Thus far, it seems, it seems, it seems, that Iran's much threatened retaliation for our pulverizing QS and his cohorts has consisted of firing off some ballistic missiles into the Iraqi desert and claiming "revenge." The Iranians, reportedly, tipped off the Iraqis and the neutral Finns that they were going to launch these missiles presumably so that US forces got tipped off and moved out of danger. It would seem, there's that word, that the Iranians want to put an end to the current confrontation in a face-saving manner.

We, of course, will have to see what the President says this morning, and whether Iran or the US has any further actions it will undertake.

If I am full of nonsense, please don't hesitate to let me know. I know you will. Just remember what I said at the top.

40 comments:

  1. Well, there don't seem to be any casualties from the rocket attacks, so this theory sort of holds water.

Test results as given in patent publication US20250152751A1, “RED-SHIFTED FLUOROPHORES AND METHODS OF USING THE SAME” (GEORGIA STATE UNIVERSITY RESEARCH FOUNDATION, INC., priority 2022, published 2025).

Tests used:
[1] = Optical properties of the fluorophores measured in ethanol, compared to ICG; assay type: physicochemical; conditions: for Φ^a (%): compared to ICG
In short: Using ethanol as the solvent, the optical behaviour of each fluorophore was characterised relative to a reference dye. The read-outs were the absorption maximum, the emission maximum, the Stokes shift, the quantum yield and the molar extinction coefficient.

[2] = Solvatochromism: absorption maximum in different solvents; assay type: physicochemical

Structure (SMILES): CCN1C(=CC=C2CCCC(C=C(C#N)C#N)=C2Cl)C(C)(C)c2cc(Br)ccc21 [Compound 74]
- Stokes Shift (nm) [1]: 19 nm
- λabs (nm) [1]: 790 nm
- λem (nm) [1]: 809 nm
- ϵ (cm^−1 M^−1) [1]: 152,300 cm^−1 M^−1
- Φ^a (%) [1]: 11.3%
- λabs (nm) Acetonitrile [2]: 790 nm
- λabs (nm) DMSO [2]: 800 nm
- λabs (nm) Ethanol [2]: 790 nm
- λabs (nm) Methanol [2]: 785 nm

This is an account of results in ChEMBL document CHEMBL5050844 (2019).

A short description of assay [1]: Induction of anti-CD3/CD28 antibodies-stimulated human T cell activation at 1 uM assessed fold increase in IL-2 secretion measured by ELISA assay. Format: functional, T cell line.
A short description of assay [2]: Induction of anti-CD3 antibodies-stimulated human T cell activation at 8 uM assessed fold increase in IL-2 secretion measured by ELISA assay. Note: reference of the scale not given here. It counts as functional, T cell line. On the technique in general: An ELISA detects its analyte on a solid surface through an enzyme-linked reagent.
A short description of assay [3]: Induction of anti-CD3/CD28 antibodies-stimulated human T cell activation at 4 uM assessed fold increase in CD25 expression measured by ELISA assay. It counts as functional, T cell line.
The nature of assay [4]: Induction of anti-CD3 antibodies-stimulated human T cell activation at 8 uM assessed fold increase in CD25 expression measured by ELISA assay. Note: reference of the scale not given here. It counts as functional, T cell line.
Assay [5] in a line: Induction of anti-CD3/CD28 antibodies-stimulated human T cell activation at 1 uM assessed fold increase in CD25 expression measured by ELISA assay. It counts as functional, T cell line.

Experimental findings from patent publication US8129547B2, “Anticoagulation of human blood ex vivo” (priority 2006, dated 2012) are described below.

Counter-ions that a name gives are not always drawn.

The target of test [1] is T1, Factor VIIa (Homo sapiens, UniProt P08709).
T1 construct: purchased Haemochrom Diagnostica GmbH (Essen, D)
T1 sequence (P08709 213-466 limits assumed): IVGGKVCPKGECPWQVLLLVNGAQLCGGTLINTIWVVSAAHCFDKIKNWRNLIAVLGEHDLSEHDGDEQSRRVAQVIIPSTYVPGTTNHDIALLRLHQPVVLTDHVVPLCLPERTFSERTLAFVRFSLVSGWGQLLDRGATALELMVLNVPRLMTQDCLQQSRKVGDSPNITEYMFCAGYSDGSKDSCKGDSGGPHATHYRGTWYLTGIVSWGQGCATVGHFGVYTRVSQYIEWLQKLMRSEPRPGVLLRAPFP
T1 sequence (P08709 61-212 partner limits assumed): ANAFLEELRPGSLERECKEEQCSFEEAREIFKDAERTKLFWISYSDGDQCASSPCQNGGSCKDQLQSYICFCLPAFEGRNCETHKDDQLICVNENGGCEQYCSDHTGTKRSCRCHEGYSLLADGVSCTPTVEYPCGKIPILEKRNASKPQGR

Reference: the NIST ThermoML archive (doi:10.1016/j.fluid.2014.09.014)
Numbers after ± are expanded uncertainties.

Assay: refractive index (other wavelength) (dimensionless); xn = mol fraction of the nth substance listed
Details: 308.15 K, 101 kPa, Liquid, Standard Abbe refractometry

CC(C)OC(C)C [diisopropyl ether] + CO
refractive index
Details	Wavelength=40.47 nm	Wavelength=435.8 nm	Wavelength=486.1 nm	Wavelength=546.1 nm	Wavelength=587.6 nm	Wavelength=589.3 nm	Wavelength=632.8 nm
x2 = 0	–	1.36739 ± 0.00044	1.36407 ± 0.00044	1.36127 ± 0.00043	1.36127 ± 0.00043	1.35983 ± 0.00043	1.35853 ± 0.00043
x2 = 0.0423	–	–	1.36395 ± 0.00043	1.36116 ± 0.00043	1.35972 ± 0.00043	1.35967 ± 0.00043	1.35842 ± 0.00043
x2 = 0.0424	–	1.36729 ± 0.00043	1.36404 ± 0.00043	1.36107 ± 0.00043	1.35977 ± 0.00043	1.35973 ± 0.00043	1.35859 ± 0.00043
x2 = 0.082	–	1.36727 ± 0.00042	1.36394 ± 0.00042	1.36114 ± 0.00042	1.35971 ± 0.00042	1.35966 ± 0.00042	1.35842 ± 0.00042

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  2. Interesting report from the field (Iraq) http://voxday.blogspot.com/2020/01/mailvox-view-from-field.html

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  3. The *only* counterpoint I'd have is that Soleimani reportedly never hid his whereabouts, particularly from the US. He's been describes as 'taunting' the US with his whereabouts.
    But he certainly did seem 'too big for his britches'.

    - reader #1482

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    1. Not disagreeing with our host at all - more like "qualifying" what #1482's suggesting:

      https://www.longwarjournal.org/archives/2020/01/qods-force-commander-soleimanis-carelessness-put-him-in-the-u-s-militarys-crosshairs.php

      Do note the date of the article.

      JK

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  4. You put forth a plausible scenario, and one that would be extremely difficult to ascertain. I've read, that QS had been moving around the Middle East, prior to his elimination, rather unconcernedly, though this too I have no data to support.

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  5. That is a plausible scenario.

    A counterpoint might be that if other factions in Iran wanted rid of QS, they could easily have done it in Iran. Or if that Iranian faction wanted to get rid of him & blame an outsider, it would have probably been much easier to set QS up to be destroyed by the Israelis (QS spent a lot of time in Lebanon) -- much lower risk than dealing with potential repercussions from a deliberately unpredictable President Trump.